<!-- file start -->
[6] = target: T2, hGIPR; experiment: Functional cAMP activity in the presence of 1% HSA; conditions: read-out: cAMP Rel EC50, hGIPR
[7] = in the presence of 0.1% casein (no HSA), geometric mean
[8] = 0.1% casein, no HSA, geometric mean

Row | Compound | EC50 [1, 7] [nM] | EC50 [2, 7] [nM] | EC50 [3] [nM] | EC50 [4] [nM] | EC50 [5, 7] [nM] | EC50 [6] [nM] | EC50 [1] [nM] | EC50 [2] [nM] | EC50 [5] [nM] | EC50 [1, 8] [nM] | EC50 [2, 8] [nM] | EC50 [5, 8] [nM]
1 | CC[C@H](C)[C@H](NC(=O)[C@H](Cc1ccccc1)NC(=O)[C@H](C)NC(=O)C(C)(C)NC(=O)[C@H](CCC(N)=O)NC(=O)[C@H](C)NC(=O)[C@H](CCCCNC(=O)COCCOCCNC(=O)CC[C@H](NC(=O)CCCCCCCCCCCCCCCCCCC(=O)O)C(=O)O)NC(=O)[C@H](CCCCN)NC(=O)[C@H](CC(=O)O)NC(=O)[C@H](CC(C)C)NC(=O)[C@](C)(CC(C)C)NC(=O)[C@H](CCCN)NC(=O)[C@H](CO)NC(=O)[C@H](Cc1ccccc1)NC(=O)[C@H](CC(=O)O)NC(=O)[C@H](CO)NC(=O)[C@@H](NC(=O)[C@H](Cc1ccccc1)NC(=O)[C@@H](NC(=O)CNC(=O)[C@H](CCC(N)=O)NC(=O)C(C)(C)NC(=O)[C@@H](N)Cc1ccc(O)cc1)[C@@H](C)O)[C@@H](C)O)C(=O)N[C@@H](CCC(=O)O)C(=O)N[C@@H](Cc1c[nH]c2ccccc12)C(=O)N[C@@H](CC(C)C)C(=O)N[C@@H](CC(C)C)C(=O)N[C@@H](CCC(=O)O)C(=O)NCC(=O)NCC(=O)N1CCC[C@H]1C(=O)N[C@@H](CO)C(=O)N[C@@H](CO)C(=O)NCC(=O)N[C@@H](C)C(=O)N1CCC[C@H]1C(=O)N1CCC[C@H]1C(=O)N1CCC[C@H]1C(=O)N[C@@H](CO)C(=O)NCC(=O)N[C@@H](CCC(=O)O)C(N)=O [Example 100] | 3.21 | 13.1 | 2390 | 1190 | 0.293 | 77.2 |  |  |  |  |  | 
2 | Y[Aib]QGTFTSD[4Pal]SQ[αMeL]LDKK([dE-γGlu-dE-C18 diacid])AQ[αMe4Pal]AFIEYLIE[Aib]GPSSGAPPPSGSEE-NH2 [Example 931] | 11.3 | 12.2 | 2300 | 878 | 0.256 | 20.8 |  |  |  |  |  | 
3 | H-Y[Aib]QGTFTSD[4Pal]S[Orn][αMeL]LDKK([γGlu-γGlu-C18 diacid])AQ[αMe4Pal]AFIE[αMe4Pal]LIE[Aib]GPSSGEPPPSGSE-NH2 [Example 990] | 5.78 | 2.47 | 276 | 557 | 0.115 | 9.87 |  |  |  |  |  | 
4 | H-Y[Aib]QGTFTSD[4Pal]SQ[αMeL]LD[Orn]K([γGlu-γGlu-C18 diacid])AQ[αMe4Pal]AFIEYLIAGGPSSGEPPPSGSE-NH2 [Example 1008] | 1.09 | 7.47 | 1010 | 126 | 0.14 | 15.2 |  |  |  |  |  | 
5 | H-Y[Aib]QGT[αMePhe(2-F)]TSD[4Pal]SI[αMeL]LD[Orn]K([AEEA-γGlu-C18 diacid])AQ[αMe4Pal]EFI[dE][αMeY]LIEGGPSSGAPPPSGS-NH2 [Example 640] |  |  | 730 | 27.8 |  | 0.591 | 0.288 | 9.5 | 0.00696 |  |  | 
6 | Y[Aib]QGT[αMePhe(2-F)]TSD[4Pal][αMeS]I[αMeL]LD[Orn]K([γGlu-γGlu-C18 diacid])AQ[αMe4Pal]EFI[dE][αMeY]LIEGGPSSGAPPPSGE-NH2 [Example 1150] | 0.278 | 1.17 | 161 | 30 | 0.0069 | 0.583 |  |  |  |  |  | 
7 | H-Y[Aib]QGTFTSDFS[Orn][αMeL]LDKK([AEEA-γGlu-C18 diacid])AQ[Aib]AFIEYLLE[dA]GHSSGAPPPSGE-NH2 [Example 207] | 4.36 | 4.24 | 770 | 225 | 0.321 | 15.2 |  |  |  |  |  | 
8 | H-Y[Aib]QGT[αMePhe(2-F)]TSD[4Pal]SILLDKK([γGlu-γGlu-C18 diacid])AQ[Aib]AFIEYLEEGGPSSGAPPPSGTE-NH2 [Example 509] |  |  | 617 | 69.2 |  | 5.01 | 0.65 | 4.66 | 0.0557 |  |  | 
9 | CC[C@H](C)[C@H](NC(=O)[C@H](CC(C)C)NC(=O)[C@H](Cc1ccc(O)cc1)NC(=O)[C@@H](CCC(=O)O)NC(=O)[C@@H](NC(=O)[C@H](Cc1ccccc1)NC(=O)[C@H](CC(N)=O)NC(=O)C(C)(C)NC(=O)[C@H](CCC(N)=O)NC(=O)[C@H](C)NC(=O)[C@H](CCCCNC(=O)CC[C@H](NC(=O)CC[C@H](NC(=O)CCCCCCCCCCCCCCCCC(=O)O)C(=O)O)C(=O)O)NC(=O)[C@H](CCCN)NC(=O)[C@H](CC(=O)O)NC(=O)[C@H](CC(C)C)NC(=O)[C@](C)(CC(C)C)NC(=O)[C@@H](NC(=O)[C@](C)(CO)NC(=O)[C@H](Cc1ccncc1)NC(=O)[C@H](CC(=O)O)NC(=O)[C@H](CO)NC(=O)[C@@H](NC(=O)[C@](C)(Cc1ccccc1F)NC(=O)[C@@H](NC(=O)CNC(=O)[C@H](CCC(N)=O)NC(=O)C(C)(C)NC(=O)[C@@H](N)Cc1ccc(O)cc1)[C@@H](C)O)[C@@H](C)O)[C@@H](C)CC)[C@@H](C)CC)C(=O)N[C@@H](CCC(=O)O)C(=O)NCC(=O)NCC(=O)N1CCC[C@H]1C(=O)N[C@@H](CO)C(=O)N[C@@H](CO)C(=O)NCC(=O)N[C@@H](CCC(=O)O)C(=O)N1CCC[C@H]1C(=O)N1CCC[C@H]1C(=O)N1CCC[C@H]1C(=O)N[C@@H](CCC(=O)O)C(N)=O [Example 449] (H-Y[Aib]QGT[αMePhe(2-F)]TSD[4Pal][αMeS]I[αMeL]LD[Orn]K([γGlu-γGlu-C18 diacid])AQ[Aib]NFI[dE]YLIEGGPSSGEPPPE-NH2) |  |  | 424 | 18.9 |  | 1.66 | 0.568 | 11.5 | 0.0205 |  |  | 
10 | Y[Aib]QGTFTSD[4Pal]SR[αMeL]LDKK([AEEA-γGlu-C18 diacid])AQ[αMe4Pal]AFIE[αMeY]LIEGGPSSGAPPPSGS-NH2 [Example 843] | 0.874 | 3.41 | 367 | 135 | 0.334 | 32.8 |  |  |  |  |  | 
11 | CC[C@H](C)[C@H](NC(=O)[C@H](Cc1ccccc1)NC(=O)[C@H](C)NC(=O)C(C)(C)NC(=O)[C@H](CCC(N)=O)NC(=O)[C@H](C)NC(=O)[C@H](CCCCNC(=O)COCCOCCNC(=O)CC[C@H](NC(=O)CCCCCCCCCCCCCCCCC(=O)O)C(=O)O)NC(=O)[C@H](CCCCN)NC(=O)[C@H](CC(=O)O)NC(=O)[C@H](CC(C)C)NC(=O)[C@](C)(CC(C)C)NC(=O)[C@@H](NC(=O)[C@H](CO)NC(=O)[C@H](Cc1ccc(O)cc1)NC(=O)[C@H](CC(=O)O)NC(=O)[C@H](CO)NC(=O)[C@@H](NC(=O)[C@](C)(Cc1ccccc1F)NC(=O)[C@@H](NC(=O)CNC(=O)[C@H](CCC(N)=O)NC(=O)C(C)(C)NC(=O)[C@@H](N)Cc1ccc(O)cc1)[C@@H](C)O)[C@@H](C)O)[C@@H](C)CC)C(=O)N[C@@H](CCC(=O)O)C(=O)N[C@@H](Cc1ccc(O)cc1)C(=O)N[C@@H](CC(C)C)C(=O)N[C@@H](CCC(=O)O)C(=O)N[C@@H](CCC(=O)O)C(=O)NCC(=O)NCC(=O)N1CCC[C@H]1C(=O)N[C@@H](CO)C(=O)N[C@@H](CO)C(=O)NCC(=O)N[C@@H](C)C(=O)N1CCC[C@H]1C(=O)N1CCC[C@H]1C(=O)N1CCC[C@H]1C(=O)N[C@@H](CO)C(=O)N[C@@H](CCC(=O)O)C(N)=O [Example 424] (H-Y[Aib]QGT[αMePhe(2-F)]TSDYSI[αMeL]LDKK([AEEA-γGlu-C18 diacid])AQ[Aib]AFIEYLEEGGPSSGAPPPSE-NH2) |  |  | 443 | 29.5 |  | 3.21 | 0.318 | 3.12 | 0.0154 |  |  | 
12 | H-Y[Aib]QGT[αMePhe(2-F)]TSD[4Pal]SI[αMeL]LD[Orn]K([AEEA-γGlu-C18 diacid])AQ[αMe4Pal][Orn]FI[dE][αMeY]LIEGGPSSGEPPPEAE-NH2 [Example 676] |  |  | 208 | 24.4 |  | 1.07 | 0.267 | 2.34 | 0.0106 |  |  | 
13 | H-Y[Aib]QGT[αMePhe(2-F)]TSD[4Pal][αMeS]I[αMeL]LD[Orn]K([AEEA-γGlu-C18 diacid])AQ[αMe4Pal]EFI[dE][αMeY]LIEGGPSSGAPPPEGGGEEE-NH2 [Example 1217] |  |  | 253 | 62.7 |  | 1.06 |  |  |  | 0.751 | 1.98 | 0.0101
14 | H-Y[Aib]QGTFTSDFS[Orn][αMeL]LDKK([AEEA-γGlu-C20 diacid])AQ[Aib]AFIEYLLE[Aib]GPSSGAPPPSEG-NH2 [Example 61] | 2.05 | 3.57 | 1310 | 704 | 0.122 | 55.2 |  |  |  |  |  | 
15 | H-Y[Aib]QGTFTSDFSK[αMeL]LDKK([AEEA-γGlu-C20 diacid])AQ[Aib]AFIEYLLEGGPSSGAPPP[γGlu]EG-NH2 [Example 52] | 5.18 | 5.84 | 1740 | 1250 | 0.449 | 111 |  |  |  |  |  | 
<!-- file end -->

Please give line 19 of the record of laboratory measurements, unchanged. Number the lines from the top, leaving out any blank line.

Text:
15 | H-Y[Aib]QGTFTSDFSK[αMeL]LDKK([AEEA-γGlu-C20 diacid])AQ[Aib]AFIEYLLEGGPSSGAPPP[γGlu]EG-NH2 [Example 52] | 5.18 | 5.84 | 1740 | 1250 | 0.449 | 111 |  |  |  |  |  | 